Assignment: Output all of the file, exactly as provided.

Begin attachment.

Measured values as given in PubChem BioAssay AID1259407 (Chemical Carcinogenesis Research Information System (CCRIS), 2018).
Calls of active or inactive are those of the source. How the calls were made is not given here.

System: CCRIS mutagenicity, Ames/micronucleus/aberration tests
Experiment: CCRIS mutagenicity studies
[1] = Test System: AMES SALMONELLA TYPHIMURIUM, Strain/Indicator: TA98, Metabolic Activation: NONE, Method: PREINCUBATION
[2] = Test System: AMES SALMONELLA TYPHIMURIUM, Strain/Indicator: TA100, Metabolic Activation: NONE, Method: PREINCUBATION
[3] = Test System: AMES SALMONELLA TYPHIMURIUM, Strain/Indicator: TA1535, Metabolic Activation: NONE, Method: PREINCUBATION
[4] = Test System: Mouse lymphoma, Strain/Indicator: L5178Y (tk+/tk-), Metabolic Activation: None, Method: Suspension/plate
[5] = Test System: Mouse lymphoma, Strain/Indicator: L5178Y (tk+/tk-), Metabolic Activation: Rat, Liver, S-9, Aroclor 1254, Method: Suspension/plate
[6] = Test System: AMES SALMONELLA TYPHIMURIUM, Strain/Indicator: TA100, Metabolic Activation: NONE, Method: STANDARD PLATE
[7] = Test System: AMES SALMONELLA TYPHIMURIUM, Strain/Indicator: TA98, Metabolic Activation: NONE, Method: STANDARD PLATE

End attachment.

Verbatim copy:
Measured values as given in PubChem BioAssay AID1259407 (Chemical Carcinogenesis Research Information System (CCRIS), 2018).
Calls of active or inactive are those of the source. How the calls were made is not given here.

System: CCRIS mutagenicity, Ames/micronucleus/aberration tests
Experiment: CCRIS mutagenicity studies
[1] = Test System: AMES SALMONELLA TYPHIMURIUM, Strain/Indicator: TA98, Metabolic Activation: NONE, Method: PREINCUBATION
[2] = Test System: AMES SALMONELLA TYPHIMURIUM, Strain/Indicator: TA100, Metabolic Activation: NONE, Method: PREINCUBATION
[3] = Test System: AMES SALMONELLA TYPHIMURIUM, Strain/Indicator: TA1535, Metabolic Activation: NONE, Method: PREINCUBATION
[4] = Test System: Mouse lymphoma, Strain/Indicator: L5178Y (tk+/tk-), Metabolic Activation: None, Method: Suspension/plate
[5] = Test System: Mouse lymphoma, Strain/Indicator: L5178Y (tk+/tk-), Metabolic Activation: Rat, Liver, S-9, Aroclor 1254, Method: Suspension/plate
[6] = Test System: AMES SALMONELLA TYPHIMURIUM, Strain/Indicator: TA100, Metabolic Activation: NONE, Method: STANDARD PLATE
[7] = Test System: AMES SALMONELLA TYPHIMURIUM, Strain/Indicator: TA98, Metabolic Activation: NONE, Method: STANDARD PLATE